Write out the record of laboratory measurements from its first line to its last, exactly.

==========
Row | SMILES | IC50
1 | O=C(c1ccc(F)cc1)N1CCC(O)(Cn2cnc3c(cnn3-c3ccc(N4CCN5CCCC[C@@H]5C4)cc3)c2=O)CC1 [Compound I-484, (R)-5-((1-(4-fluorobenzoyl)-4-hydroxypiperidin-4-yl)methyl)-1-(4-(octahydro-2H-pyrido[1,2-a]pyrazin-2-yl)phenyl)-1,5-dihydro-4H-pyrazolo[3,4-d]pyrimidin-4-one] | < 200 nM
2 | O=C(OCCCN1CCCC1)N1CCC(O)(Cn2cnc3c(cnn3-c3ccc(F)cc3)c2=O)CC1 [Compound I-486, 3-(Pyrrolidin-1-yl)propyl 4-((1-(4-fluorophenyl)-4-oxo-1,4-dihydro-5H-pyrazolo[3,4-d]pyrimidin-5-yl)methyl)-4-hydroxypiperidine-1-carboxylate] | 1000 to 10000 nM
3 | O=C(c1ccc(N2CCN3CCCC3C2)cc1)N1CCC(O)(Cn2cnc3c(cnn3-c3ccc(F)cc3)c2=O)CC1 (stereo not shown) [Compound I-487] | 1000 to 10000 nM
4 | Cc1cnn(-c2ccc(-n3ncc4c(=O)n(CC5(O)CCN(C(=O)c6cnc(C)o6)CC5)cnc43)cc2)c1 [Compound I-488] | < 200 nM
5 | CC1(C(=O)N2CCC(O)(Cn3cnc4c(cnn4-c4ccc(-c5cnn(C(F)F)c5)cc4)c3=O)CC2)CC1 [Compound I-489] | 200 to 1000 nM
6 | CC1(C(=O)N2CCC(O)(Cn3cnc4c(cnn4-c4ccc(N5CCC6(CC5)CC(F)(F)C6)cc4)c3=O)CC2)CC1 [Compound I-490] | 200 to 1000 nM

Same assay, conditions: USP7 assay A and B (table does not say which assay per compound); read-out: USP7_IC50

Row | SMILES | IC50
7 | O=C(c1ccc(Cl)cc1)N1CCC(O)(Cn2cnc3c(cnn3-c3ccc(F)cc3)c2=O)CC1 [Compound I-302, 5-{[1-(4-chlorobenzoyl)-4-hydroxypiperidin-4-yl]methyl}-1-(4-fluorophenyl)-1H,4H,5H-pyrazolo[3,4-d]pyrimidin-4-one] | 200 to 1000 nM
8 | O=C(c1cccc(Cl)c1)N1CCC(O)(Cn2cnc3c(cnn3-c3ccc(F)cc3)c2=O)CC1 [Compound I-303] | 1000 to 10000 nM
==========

Row | SMILES | IC50
1 | O=C(c1ccc(F)cc1)N1CCC(O)(Cn2cnc3c(cnn3-c3ccc(N4CCN5CCCC[C@@H]5C4)cc3)c2=O)CC1 [Compound I-484, (R)-5-((1-(4-fluorobenzoyl)-4-hydroxypiperidin-4-yl)methyl)-1-(4-(octahydro-2H-pyrido[1,2-a]pyrazin-2-yl)phenyl)-1,5-dihydro-4H-pyrazolo[3,4-d]pyrimidin-4-one] | < 200 nM
2 | O=C(OCCCN1CCCC1)N1CCC(O)(Cn2cnc3c(cnn3-c3ccc(F)cc3)c2=O)CC1 [Compound I-486, 3-(Pyrrolidin-1-yl)propyl 4-((1-(4-fluorophenyl)-4-oxo-1,4-dihydro-5H-pyrazolo[3,4-d]pyrimidin-5-yl)methyl)-4-hydroxypiperidine-1-carboxylate] | 1000 to 10000 nM
3 | O=C(c1ccc(N2CCN3CCCC3C2)cc1)N1CCC(O)(Cn2cnc3c(cnn3-c3ccc(F)cc3)c2=O)CC1 (stereo not shown) [Compound I-487] | 1000 to 10000 nM
4 | Cc1cnn(-c2ccc(-n3ncc4c(=O)n(CC5(O)CCN(C(=O)c6cnc(C)o6)CC5)cnc43)cc2)c1 [Compound I-488] | < 200 nM
5 | CC1(C(=O)N2CCC(O)(Cn3cnc4c(cnn4-c4ccc(-c5cnn(C(F)F)c5)cc4)c3=O)CC2)CC1 [Compound I-489] | 200 to 1000 nM
6 | CC1(C(=O)N2CCC(O)(Cn3cnc4c(cnn4-c4ccc(N5CCC6(CC5)CC(F)(F)C6)cc4)c3=O)CC2)CC1 [Compound I-490] | 200 to 1000 nM

Same assay, conditions: USP7 assay A and B (table does not say which assay per compound); read-out: USP7_IC50

Row | SMILES | IC50
7 | O=C(c1ccc(Cl)cc1)N1CCC(O)(Cn2cnc3c(cnn3-c3ccc(F)cc3)c2=O)CC1 [Compound I-302, 5-{[1-(4-chlorobenzoyl)-4-hydroxypiperidin-4-yl]methyl}-1-(4-fluorophenyl)-1H,4H,5H-pyrazolo[3,4-d]pyrimidin-4-one] | 200 to 1000 nM
8 | O=C(c1cccc(Cl)c1)N1CCC(O)(Cn2cnc3c(cnn3-c3ccc(F)cc3)c2=O)CC1 [Compound I-303] | 1000 to 10000 nM